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Knife is Adding Foie Gras to Its Dry-Aging Repertoire

The modernized steakhouse is known for long-aged steaks, and now it's setting its sights on duck liver.

Knife's dry-aging room.
Knife's dry-aging room.
Aidan Barrett/EDFW

John Tesar's Knife at The Highland Dallas (formerly the Hotel Palomar) has gotten lots of attention for its dry-aging program, and now the slabs of beef spending up to 240 days in the restaurant's custom-built $50,000 meat room will be snuggled up with another protein: foie gras. City of Ate reports that Tesar just embarked on this interesting new venture last week, so it'll probably be several weeks until it's ready for tasting — but here's what you can (hopefully) expect:

The rich texture of the foie gras will likely tighten up and the mineral-y flavors of the liver will be drawn away with excess water, resulting in the "fattiest, creamiest foie gras you've ever tasted." Ultimately, the foie should have a "pate-like" taste without the addition of traditional pate ingredients.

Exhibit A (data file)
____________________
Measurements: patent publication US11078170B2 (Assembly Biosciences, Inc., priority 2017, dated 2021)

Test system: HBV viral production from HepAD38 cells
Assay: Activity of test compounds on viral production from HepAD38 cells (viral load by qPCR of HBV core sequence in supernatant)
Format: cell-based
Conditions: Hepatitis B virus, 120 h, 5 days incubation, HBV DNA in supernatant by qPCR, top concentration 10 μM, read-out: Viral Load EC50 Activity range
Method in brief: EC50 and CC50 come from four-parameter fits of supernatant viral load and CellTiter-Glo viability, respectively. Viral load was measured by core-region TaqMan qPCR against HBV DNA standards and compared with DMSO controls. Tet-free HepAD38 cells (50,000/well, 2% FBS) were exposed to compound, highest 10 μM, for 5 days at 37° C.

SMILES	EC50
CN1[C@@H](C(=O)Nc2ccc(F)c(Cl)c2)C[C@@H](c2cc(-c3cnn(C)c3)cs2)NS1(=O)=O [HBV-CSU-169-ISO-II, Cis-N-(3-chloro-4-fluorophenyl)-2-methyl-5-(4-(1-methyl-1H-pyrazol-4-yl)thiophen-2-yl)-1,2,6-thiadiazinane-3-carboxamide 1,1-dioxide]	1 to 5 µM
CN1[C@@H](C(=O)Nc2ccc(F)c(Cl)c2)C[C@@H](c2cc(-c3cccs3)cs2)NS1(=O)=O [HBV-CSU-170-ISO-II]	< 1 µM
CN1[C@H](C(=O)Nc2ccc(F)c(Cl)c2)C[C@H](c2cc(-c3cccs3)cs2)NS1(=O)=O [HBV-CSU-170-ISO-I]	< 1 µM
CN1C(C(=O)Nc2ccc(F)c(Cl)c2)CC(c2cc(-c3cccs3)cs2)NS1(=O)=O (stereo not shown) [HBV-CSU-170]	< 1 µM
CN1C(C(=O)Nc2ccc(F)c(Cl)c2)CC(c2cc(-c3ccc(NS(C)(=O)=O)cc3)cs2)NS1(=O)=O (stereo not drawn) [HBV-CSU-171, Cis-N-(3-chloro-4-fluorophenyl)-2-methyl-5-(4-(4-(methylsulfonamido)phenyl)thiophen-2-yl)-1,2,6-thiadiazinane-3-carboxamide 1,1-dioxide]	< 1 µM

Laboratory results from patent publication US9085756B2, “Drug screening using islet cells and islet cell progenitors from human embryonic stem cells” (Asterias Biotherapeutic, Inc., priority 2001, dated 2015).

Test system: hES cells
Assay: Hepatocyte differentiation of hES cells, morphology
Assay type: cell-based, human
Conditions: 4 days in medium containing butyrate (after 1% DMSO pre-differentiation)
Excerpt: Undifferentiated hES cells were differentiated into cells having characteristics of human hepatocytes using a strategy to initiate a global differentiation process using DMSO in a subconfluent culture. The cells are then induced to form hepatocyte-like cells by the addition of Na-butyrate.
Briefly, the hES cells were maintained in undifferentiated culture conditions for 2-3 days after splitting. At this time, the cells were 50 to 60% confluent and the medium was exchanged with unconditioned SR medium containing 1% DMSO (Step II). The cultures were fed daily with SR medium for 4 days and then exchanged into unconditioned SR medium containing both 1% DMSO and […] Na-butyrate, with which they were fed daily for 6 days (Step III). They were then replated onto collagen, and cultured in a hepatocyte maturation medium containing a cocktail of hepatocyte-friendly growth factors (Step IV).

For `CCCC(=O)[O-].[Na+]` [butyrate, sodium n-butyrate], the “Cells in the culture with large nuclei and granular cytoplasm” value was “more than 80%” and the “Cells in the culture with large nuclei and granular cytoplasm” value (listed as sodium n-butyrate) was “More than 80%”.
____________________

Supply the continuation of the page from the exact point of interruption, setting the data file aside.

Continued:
It's not clear whether or not Tesar's the first chef to dream up dry-aging duck liver (a cursory Google search on the topic brings up a whole lot of nothing), but foie junkies will surely be clamoring for a taste of Knife's once it's ready to go — provided they're willing to pony up the inevitably hefty price tag.

Knife

5300 E Mockingbird Ln, Dallas, TX 75206 Visit Website

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